Trending on Twitter and the subject of an online petition, GMA morning news co-anchor Arnold Clavio is facing a lot of heat for comments made about the Philippine Azkals on air. Rising to the fifth trending topic on Twitter in the Philippines at the time of this posting, and with GMA Network facing heavy pressure on the Internet, it seems another scandal involving the Azkals is taking some shine away from their fairy-tale run in the AFC Challenge Cup.
Probably the worst offending remark was to suggest that the Azkals, with two members accused of sexual harassment, weren't even Filipino: "Hindi naman kayo Pilipino, nagpapanggap lang kayong kayumanggi, hindi kayo dito lumaki, mahirap iyun" ("You’re not really Filipino, you're only pretending to be brown, you didn't grow up here; that's difficult").
Since their rise to fame, the Azkals have faced these kinds of comments online. Some have pointed to the manner in which many of the players grew up abroad, often calling them half-breeds and demanding more 'local' players; calling for more 'pure' Filipinos, inferring or directly calling the others 'impure.' This distinction between 'pure' Filipinos, half-breeds and foreigners is probably more common than many people give it credit for.
Given the reaction many people made when Matthew Hartmann abandoned the PHL U23 side during the SEA Games, or when Mark Hartmann posted on Twitter that being a substitute was a waste of time, the comments look quite familiar.
The difference in this case, especially to anyone who knows Lexton Moy or Angel Guirado, is that they're very different people. While the Hartmann brothers had publicly made their actions, Moy and Guirado are accused, and until recently, only one side of the story was told until they finally said that the 'B cup' comment was referring to Denis Wolf and that Guirado was wearing shorts and not underwear. A responsible journalist may have done better finding out the real story before commenting on the issue.
What is a Filipino?
The kind of logic behind the racist comments, though, goes to some dark places rather quickly. Godwin's law is a famous argument that suggests the longer an online argument goes on, the more likely it is that someone criticizes something by comparing it to one of Hitler's beliefs. Given the discussion on who is and who is not of 'pure' race, this is probably one of the easier jumps to make.
So of course the Azkals are legally Filipino. In one article generated by the controversy, Allen Faith of Soccercentral.ph notes that under the 1987 Constitution, "A person gets his nationality because of natural phenomenon or ancestry, with the following common provisions: a. He was born in that country, b. At least one of his parents is a citizen of that country."
Giving the examples of Ray Jonsson, as someone born in Cebu, and Angel Guirado, whose mother is Filipina, it is clear that all of the Azkals are Filipino.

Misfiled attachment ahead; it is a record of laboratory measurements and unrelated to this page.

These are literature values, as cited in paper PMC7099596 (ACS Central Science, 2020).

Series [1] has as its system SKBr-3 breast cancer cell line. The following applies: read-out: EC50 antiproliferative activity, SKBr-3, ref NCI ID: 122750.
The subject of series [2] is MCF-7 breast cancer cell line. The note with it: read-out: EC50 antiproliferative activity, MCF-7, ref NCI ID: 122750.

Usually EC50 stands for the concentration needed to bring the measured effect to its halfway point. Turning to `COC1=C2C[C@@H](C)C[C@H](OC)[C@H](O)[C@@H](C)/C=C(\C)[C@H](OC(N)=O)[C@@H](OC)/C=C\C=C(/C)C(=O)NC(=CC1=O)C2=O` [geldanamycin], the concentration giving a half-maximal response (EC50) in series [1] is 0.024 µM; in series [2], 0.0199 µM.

Yet, Clavio's point was beyond the legal sense of nationality and to a more cultural sense of national identity.
Kick racism out of football… and out of everywhere else, too
The Azkals have always had critics who have tried to use race as a weapon to tear them down. Following the 2-0 loss to North Korea, several comments followed the match report on GMA News Online, including comments saying, "Stop glamorizing these losers. They are no good. They are not even drafted in their own country" or "In my personal opinion, it is better to lose na full blooded Filipinos ang lumalaban kaysa umi-import ka ng madami e talo pa din." Some comments, better not to be published again, are far more offensive.
Racism is unwelcome anywhere and football has had several campaigns to rid the beautiful game of a very ugly prejudice. The Kick Racism Out of Football campaign particularly helped change attitudes in England, where racism is far less tolerated now than before.
Of course, racism still exists there and wherever it exists, it is the duty of any decent person to take a stand against it.
This new case, of Clavio, is particularly sensitive though, because it was so personalized and public. Directed at two of the Azkals specifically, though inferring some of the others, social media is being dominated by this issue, singularly condemning Clavio.
Clavio’s official statement
In response to some of the criticisms, Clavio tried to put the matter into context and redirect attention to the sexual harassment case, rather than apologize, and made this official statement:
Mga igan, nakakalungkot na may negatibong reaksyon ang naging pahayag ko tungkol sa Philippine Azkals kaugnay ng sexual harassment complaint ni Ms. Cristy Ramos. Wala po akong ganoong intensyon. Ang isyu po rito ay sexual harassment at kung may nagamit man po akong mga salita na hindi angkop, nagpapakumbaba po ako at humihingi ng pang-unawa. Dun naman po sa mga kasama kong nanindigan laban sa sexual harassment, maraming salamat po. Seryoso pong isyu ito na dapat bantayan.